The Trespasser By Tana French: Book Review
DS Antoinette Conway is not long promoted to the Dublin Murder Squad when she and her partner, Steve Moran, find themselves dumped with yet another "domestic".
On the face of it, the murder of glamorous Aislinn Murray is a cut and dried case of "the boyfriend done it", but Conway and Moran are convinced there's something darker afoot.
That far from being the high-maintenance girl about town she seems, Aislinn is way out of her depth in Dublin's underworld.
Lauded by Gillian Flynn and Stephen King, Tana French has been winning awards for her evocative, spine-tingling writing since her first novel In The Woods was published nearly ten years ago.
If you haven't encountered her, The Trespasser guarantees you a brand new addiction.
The Trespasser By Tana French: Book Extract
My ma used to tell me stories about my da. The first one I remember, he was an Egyptian prince who wanted to marry her and stay in Ireland forever, only his family made him go home to marry an Arabian princess. She told a good story, my ma. Amethyst rings on his long fingers, the two of them dancing under turning lights, his smell like spices and pine. Me, spreadeagled under my bedsheet, coated in sweat like I’d been dipped – it was winter, but the Corpo set the heating for the whole block of flats, and the windows on the high floors didn’t open – I crammed that story into me as deep as I could, and kept it there. I was only little. That story held my chin high for years, till I was eight and told it to my best friend Lisa, who broke her shite laughing.
A couple of months later, once the sting had faded, I marched into the kitchen one afternoon, stuck my fists on my hips and demanded the truth. My ma didn’t miss a beat: squirted Fairy liquid and told me he was a medical student, over from Saudi Arabia. She met him because she was studying nursing – lots of nice details there, the long shifts and the tired laughs and the two of them saving some kid who’d been hit by a car. By the time she found out I was on the way, he was gone, back to Saudi, without leaving an address. She dropped out of nursing college and had me.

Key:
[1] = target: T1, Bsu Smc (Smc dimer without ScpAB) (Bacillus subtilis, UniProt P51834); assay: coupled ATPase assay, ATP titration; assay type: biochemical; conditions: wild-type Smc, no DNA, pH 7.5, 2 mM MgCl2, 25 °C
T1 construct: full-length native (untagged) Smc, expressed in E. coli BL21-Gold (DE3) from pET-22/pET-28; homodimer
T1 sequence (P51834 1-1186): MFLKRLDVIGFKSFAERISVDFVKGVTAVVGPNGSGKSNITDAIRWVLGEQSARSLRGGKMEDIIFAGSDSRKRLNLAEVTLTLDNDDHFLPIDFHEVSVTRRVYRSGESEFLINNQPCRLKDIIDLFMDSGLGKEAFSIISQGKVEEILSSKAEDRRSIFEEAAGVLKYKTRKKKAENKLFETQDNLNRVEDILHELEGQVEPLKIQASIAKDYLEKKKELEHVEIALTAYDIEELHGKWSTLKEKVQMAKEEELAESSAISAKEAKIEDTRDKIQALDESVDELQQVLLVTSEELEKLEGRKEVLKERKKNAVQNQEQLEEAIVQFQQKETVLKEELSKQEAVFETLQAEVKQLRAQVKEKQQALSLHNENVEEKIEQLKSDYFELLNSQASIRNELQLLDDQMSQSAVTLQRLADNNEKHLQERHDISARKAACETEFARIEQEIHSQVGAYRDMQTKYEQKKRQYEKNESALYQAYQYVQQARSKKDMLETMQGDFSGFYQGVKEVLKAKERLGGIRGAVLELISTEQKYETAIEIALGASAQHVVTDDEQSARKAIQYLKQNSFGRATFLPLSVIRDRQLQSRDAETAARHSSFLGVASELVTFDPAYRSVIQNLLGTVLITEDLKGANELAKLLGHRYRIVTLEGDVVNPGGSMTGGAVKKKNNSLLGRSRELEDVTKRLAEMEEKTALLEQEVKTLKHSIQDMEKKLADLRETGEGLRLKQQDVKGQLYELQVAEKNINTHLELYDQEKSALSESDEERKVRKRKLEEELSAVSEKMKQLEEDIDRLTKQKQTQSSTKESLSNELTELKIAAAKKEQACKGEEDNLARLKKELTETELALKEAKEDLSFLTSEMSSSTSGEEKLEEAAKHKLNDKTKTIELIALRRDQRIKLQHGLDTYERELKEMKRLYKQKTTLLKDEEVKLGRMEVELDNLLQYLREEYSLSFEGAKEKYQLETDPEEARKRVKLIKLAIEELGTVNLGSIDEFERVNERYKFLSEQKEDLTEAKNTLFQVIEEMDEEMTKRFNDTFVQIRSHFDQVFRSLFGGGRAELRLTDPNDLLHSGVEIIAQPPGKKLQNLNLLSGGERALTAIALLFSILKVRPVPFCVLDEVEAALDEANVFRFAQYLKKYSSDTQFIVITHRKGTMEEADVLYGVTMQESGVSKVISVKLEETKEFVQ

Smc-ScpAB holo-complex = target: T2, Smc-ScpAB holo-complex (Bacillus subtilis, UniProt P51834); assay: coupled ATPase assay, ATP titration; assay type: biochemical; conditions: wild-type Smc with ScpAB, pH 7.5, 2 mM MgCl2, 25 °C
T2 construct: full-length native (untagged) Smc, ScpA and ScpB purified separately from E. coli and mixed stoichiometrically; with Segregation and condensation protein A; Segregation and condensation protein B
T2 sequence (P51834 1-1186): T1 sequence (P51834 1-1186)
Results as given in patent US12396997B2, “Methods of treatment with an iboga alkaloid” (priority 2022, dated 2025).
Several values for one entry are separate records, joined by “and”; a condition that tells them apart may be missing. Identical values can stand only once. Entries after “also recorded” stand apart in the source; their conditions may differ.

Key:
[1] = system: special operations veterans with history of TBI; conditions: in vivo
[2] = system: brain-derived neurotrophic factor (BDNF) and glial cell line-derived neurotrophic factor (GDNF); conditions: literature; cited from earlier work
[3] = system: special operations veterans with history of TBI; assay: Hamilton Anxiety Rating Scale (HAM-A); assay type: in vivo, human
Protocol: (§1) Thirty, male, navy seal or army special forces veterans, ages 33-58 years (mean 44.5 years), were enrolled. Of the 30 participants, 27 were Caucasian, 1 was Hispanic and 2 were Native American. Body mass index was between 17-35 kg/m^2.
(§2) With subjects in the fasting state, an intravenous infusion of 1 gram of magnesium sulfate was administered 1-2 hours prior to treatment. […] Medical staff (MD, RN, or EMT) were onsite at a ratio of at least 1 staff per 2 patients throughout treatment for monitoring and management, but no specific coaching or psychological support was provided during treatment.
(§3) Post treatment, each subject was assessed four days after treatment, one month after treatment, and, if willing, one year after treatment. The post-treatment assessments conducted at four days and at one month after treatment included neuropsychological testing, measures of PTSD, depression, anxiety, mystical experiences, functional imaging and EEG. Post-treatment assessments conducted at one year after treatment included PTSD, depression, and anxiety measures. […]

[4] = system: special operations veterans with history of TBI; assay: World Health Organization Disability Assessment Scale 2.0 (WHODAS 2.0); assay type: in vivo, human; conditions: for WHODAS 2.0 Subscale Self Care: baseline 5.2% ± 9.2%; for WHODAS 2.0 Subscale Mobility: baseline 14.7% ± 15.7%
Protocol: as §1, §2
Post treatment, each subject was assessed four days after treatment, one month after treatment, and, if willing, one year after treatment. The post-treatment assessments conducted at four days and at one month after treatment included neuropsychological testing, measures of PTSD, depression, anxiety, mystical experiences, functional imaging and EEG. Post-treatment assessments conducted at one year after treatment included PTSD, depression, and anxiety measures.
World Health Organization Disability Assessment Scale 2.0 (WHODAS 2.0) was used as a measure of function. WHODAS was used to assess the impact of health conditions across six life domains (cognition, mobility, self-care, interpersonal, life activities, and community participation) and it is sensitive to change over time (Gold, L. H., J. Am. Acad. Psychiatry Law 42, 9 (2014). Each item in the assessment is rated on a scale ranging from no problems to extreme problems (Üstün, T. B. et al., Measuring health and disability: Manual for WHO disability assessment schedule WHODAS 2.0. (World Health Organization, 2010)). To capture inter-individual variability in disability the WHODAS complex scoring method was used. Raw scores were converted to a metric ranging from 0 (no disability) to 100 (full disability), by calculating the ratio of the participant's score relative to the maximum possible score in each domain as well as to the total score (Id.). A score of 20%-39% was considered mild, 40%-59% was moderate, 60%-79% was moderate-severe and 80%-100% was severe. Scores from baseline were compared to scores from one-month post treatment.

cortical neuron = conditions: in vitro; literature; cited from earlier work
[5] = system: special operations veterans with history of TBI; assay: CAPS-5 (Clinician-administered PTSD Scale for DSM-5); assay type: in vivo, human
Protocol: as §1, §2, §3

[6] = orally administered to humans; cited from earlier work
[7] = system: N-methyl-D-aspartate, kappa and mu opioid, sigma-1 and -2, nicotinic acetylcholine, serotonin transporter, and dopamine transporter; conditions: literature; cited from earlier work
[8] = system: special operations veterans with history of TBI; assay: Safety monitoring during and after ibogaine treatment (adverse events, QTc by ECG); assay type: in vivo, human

That one kept me going for another while. I liked it; I even started making secret plans to be the first person from my school ever to become a doctor, seeing as it was in my blood and all. That lasted till I was twelve and got detention for something, and got an earful from my ma about how she wasn’t having me end up like her, with no Leaving Cert and no hope of anything but minimum-wage cleaning jobs for the rest of her life. I’d heard it all a thousand times before, but that day it occurred to me that you need a Leaving Cert to study nursing.
On my thirteenth birthday I sat across the cake from her and told her this time I wasn’t messing, I wanted to know. She sighed, said I was old enough to know the truth and told me he was a Brazilian guitarist she’d gone out with for a couple of months, till one night at his flat he beat the shite out of her.When he fell asleep, she robbed his car keys and drove home like a bat out of hell, the dark roads rained empty and her eye throbbing in time with the wipers. When he rang sobbing and apologising, she might even have taken him back – she was twenty – only by then she knew about me. She hung up on him.
That was the day I decided I was going to be a cop when I left school. Not because I wanted to go Catwoman on all the abusers out there, but because my ma can’t drive. I knew the cop training college was somewhere down the country. It was the fastest way I could think of to get out of my ma’s flat without taking that dead-end cleaning job.
My birth cert says Unknown, but there are ways. Old friends, DNA databases. And there are ways I could have kept pushing my ma, turning up the pressure every time, till I got something near enough to true that I could work from it.
I never asked her again.When I was thirteen it was because I hated her guts, for all the time I’d spent moulding my life around her bullshit stories. By the time I was older, by the time I made it into training college, it was because I thought maybe I knew what she had been doing, and I knew she had been right.
The case comes in, or anyway it comes in to us, on a frozen dawn in the kind of closed-down January that makes you think the sun’s never going to drag itself back above the horizon. Me and my partner are finishing up another night shift, the kind I used to think wouldn’t exist on the Murder squad: a massive scoop of boring and a bigger one of stupid, topped off with an avalanche of paperwork.Two scumbags decided to round off their Saturday night out by using another scumbag’s head as a dance mat, for reasons that are clear to no one including them; we turned up six witnesses, every one of whom was banjoed drunk, every one of whom told a different story from the other five, and every one of whom wanted us to forget the murder case and investigate why he had been thrown out of the pub/sold bad skunk/ditched by his girlfriend. By the time Witness Number 6 ordered me to find out why the dole had cut him off, I was ready to tell him it was because he was too stupid to legally qualify as a human being and kick all their arses out onto the street, but my partner does patience better than I do, which is one of the main reasons I keep him around.We eventually managed to get four of the witness statements matching not only each other but the evidence, meaning now we can charge one of the scumbags with murder and the other one with assault, which presumably means we’ve saved the world from evil in some way that I can’t be arsed figuring out.